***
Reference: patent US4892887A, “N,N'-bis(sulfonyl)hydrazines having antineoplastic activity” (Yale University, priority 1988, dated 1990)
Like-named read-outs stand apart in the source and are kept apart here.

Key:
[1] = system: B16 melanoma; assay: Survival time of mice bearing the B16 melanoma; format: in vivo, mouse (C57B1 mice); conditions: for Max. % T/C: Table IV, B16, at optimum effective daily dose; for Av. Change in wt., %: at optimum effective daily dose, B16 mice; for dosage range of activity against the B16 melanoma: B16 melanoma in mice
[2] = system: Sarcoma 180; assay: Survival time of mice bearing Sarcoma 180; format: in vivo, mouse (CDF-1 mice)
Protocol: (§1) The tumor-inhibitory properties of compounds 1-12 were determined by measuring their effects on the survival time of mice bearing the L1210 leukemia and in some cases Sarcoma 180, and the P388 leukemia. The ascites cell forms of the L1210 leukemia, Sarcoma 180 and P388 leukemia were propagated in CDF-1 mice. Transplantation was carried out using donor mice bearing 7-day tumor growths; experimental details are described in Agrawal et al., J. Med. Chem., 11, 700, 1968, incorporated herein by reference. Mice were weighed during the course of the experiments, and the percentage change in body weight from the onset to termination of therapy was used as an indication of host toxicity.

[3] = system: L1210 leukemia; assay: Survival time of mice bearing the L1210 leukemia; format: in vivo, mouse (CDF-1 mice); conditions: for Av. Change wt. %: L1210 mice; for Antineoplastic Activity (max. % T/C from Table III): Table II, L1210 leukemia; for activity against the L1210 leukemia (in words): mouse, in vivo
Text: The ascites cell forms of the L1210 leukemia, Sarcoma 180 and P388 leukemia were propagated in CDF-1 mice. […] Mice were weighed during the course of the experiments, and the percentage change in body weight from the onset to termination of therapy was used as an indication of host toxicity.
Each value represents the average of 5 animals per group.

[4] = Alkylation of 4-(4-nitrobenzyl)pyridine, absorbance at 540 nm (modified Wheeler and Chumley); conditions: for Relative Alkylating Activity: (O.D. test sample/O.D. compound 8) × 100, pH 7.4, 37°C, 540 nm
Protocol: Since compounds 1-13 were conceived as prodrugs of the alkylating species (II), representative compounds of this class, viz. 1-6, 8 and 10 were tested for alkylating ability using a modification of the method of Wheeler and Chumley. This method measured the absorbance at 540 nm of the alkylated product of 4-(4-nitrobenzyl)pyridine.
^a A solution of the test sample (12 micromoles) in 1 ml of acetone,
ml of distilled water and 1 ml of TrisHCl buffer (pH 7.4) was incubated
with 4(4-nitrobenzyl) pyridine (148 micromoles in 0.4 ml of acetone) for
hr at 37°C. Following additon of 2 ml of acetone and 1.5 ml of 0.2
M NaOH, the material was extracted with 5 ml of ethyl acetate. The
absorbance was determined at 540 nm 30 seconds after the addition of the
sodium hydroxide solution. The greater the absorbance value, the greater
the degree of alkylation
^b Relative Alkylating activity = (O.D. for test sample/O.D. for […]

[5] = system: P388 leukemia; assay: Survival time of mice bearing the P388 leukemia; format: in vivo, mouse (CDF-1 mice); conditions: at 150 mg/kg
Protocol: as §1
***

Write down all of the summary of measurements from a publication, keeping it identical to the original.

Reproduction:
Reference: patent US4892887A, “N,N'-bis(sulfonyl)hydrazines having antineoplastic activity” (Yale University, priority 1988, dated 1990)
Like-named read-outs stand apart in the source and are kept apart here.

Key:
[1] = system: B16 melanoma; assay: Survival time of mice bearing the B16 melanoma; format: in vivo, mouse (C57B1 mice); conditions: for Max. % T/C: Table IV, B16, at optimum effective daily dose; for Av. Change in wt., %: at optimum effective daily dose, B16 mice; for dosage range of activity against the B16 melanoma: B16 melanoma in mice
[2] = system: Sarcoma 180; assay: Survival time of mice bearing Sarcoma 180; format: in vivo, mouse (CDF-1 mice)
Protocol: (§1) The tumor-inhibitory properties of compounds 1-12 were determined by measuring their effects on the survival time of mice bearing the L1210 leukemia and in some cases Sarcoma 180, and the P388 leukemia. The ascites cell forms of the L1210 leukemia, Sarcoma 180 and P388 leukemia were propagated in CDF-1 mice. Transplantation was carried out using donor mice bearing 7-day tumor growths; experimental details are described in Agrawal et al., J. Med. Chem., 11, 700, 1968, incorporated herein by reference. Mice were weighed during the course of the experiments, and the percentage change in body weight from the onset to termination of therapy was used as an indication of host toxicity.

[3] = system: L1210 leukemia; assay: Survival time of mice bearing the L1210 leukemia; format: in vivo, mouse (CDF-1 mice); conditions: for Av. Change wt. %: L1210 mice; for Antineoplastic Activity (max. % T/C from Table III): Table II, L1210 leukemia; for activity against the L1210 leukemia (in words): mouse, in vivo
Text: The ascites cell forms of the L1210 leukemia, Sarcoma 180 and P388 leukemia were propagated in CDF-1 mice. […] Mice were weighed during the course of the experiments, and the percentage change in body weight from the onset to termination of therapy was used as an indication of host toxicity.
Each value represents the average of 5 animals per group.

[4] = Alkylation of 4-(4-nitrobenzyl)pyridine, absorbance at 540 nm (modified Wheeler and Chumley); conditions: for Relative Alkylating Activity: (O.D. test sample/O.D. compound 8) × 100, pH 7.4, 37°C, 540 nm
Protocol: Since compounds 1-13 were conceived as prodrugs of the alkylating species (II), representative compounds of this class, viz. 1-6, 8 and 10 were tested for alkylating ability using a modification of the method of Wheeler and Chumley. This method measured the absorbance at 540 nm of the alkylated product of 4-(4-nitrobenzyl)pyridine.
^a A solution of the test sample (12 micromoles) in 1 ml of acetone,
ml of distilled water and 1 ml of TrisHCl buffer (pH 7.4) was incubated
with 4(4-nitrobenzyl) pyridine (148 micromoles in 0.4 ml of acetone) for
hr at 37°C. Following additon of 2 ml of acetone and 1.5 ml of 0.2
M NaOH, the material was extracted with 5 ml of ethyl acetate. The
absorbance was determined at 540 nm 30 seconds after the addition of the
sodium hydroxide solution. The greater the absorbance value, the greater
the degree of alkylation
^b Relative Alkylating activity = (O.D. for test sample/O.D. for […]

[5] = system: P388 leukemia; assay: Survival time of mice bearing the P388 leukemia; format: in vivo, mouse (CDF-1 mice); conditions: at 150 mg/kg
Protocol: as §1